by Susan Platt, host of the PLATT-itudes, Find Your Roar podcast
These days it seems very easy to be outraged by something either done or said by Donald Trump or by the majority of Republicans in Congress. Saturday’s PLATT-iTUDES radio show/podcast talked about Trump’s racist attacks last week on the four congresswomen of color called “the Squad.” This was, sadly, another new low for our country, in this case increasing fear and hatred of new Americans and people of color. Shouts of “send her back” were even heard at a Trump campaign rally last week, as the President opined, “if you don’t love our country then leave it.”
In response, House Democrats brought a resolution to the floor, condemning Trump for his words. It passed, but with the vast majority of Republicans opposing it. Democrats ultimately declined to offer a move to censure Trump.
My interview Saturday addressed how the issues of current immigration policy and racism were formed by a little-known Michigan doctor, John Tanton. Dr. Tanton died on Tuesday of last week at age 85. Certainly not a household name, he founded the influential anti-immigrant groups CIS (The Center for Immigration Studies) and the Federation for American Immigration Reform (FAIR). The Southern Poverty Law Center designated both of these organizations as hate groups.
One chilling quote from Tanton read: “As whites see their power and control over their lives declining, will they simply go quietly into the night? Or will there be an explosion?” And another: “I’ve come to the point of view that for European American society and culture to persist requires a European American majority, and a clear one at that.”
While we think these organizations operate in the shadows, they are actually known to many, funded by the “elite” few and often hiding behind a cloak of legitimacy. Several members of the Trump administration have been involved with these organizations, including Stephen Miler and Kellyanne Conway. In 1984, Dr. Tanton’s papers and records were donated to the University of Michigan under one condition – that until 2035, 11 of the 24 archives would remain sealed. We can only imagine the even worse horror that is potentially included in those documents.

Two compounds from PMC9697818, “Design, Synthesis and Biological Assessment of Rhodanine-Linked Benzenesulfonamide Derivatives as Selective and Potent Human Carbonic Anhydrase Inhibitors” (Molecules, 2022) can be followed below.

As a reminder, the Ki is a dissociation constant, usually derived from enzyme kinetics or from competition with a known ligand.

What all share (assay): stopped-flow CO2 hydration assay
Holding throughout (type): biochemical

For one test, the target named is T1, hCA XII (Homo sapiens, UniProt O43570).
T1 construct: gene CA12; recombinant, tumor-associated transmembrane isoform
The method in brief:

My guest on PLATT-iTUDES was well-known Northern Virginia-based immigration attorney, Hassan Ahmad. Mr. Ahmad filed a Freedom of Information Act in December 2016 to gain access to the sealed documents, claiming the files “should be made public, seeing as Tanton’s anti-immigrant sentiments are relevant to the views and policies of Pres Trump, which tend to negatively affect immigrants.” Nearly one month ago, and after three years of legal battles, the appeals court ruled in favor of Mr. Ahmad’s appeal. Mr. Ahmed had won. Ahmad called this victory a win for “transparency in government,” “all the more important when these documents show connections with known eugenicists, racial purists, and white nationalists.”
But the final result of viewing the documents has yet to be realized, as the University of Michigan still has not determined its next step.
Ahmad said he hope Tanton’s papers will help unveil the roots of the anti-immigration movement. And he tweeted, the Tanton Papers shine a light on the conceptual underpinnings of the policies that rip families apart, jail children and create a permanent underclass, after all, what’s in the Tanton Papers they’re fighting so hard to hide?”
My interview with Ahmad is fascinating, while very frightening at the same time. Take a listen for yourself.